Fringe Festival – Day 3
I cannot presume every artist has the same Fringe experience as me. Yet it would seem that one of the most common topics for discussion at Fringe central is whatever show everyone is going to do next year.
Having managed to pull together one show, it is time to come up with the craziest of ideas for our follow up. For at least ten minutes last year, I was seriously contemplating “Shark Week: The Musical.”
You get five shows over ten days. Then you’re done and this little slice of theatre Brigadoon evaporates into the mists for another twelve months.
But while we all nurse our beers at the Red Stag, the theatre community of the Twin Cities turns into a gigantic brainstorming session. Ideas are flung about in a (sometimes) drunken frenzy and every single one of them could turn into something spectacular.
Most of them (like “Shark Week: The Musical”) are rejected (or forgotten) and fade into the mists of a sleep deprived hangover, but I can never help but wonder what shows at this year’s fringe were given birth at last year’s Fringe. And what shows will never end up on a stage.
The following reviews are from a long Saturday of Fringing.
The concept is simple enough. Six real couples re-enact the stupidest fight they’ve ever had, exposing their shame in the comparatively safe and accepting environment of the Fringe. The discussion after the show immediately centered on the stupidest fight we’ve ever had with our partners.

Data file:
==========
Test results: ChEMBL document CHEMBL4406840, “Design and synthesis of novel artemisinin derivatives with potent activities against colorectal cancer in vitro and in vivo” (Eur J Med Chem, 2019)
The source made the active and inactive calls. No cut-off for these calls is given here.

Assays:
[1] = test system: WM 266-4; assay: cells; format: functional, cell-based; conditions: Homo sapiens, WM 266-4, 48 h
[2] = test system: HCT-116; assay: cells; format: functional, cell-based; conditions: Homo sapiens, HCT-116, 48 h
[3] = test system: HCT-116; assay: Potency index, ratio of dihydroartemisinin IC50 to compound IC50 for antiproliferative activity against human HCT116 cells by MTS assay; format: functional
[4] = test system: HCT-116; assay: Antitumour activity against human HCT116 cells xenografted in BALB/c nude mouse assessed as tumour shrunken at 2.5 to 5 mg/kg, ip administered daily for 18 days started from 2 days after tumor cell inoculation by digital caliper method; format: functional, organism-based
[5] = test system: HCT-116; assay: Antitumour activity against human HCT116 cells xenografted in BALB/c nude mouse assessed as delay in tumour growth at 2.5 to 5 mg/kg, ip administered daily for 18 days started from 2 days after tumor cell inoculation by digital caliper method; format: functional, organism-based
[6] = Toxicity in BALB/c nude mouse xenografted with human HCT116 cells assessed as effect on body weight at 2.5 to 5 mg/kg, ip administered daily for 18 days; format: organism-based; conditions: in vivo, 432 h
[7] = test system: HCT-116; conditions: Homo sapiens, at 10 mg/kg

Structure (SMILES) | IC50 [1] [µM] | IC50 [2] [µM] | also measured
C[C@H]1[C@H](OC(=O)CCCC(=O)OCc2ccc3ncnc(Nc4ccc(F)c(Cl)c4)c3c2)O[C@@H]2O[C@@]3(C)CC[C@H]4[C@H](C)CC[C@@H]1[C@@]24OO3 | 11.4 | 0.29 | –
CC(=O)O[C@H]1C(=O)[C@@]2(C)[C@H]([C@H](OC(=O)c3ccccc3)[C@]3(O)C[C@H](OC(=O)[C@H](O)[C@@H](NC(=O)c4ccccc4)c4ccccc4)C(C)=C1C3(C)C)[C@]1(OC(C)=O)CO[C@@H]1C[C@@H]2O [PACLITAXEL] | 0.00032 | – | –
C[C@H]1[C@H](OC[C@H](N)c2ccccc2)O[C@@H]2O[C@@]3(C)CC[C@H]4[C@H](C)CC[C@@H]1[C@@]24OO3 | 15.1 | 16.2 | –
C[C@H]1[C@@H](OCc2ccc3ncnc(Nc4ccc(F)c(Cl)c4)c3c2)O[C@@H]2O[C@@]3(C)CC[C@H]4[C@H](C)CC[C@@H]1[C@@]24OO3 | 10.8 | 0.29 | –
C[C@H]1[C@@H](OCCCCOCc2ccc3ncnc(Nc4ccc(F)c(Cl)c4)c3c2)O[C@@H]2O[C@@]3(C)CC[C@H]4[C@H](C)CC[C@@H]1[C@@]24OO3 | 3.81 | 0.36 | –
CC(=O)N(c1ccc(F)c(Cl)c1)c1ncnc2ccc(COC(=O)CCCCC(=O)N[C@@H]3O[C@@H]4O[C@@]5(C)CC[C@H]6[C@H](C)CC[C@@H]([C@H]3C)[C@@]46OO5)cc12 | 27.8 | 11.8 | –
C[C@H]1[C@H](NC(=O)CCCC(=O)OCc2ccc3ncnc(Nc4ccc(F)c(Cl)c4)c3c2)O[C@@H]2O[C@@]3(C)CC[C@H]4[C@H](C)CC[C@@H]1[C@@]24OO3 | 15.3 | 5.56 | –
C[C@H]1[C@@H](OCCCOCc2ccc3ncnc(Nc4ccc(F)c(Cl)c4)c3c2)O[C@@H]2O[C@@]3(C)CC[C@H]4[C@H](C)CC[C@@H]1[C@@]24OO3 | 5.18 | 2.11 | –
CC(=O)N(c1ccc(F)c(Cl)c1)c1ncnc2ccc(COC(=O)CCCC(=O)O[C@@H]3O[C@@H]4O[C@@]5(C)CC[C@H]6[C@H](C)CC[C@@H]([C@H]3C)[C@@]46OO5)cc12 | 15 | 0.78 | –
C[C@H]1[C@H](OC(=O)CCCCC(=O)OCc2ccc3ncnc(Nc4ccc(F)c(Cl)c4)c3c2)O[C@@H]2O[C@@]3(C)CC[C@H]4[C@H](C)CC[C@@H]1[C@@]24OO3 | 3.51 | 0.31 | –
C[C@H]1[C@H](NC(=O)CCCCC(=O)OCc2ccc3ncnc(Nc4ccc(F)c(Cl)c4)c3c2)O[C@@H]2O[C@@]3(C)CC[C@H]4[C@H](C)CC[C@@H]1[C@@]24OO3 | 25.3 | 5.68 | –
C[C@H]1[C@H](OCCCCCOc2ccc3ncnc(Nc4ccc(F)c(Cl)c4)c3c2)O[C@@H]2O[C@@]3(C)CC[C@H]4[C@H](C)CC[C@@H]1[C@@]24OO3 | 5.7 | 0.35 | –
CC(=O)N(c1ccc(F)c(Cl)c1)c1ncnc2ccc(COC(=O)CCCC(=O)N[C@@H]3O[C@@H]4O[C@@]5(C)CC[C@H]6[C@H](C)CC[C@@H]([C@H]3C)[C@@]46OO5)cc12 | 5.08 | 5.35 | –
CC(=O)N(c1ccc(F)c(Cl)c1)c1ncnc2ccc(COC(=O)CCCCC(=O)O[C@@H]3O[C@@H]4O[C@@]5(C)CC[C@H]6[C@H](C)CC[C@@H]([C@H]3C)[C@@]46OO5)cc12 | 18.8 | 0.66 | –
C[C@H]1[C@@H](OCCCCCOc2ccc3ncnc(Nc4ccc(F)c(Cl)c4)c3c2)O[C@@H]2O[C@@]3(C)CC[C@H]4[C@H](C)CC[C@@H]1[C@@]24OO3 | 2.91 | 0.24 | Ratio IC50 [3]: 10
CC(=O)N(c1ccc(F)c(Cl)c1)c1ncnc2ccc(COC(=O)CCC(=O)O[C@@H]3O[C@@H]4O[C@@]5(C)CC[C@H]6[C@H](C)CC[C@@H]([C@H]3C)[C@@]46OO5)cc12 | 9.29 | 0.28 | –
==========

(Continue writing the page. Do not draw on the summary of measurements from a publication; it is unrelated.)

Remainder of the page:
For the record, mine involved a Nintendo, a Sun Porch, and some dishes.
The arguments are hilarious and, yes, really stupid. But people who love each other argue about stupid things all the time. If anything, watching this show will make you feel better about your own stupid fights. Definitely a show worth seeing.
By the way – for those who have seen the show – it’s obviously a hot dog, right?
This production is super slick. The talent of the cast is unmistakeable. Kim Kivens’ portrayal of
Michele Bachmann Shelly Bachberg is frighteningly spot on. She also has one of the best voices in Twin Cities theatre.
I found the lyrics of the songs hard to hear at times and that was certainly a challenge. Even when I could understand the songs, though, they were repetitive and over long. Each song had, basically, one thing to say. Then it would get said over and over again. Mostly, the songs were saying “whoa!
Michele Bachmann Shelly Bachberg is one crazy lady!”
Yes. She is.
But in the end, I wanted more. Especially from the music. I enjoyed the show a great deal more when the characters weren’t singing. The limited dialogue tended to be much funnier.
Nothing was fundamentally wrong with this show. If you want to laugh at our crazy former congresswoman (or legally distinct theatrical surrogate), I’m positive this show will provide you with many opportunities.
But I left unfulfilled.
Remounts at the Fringe can be tricky. Often audiences are less than friendly. Minnesota audiences want new shows. Not old shows.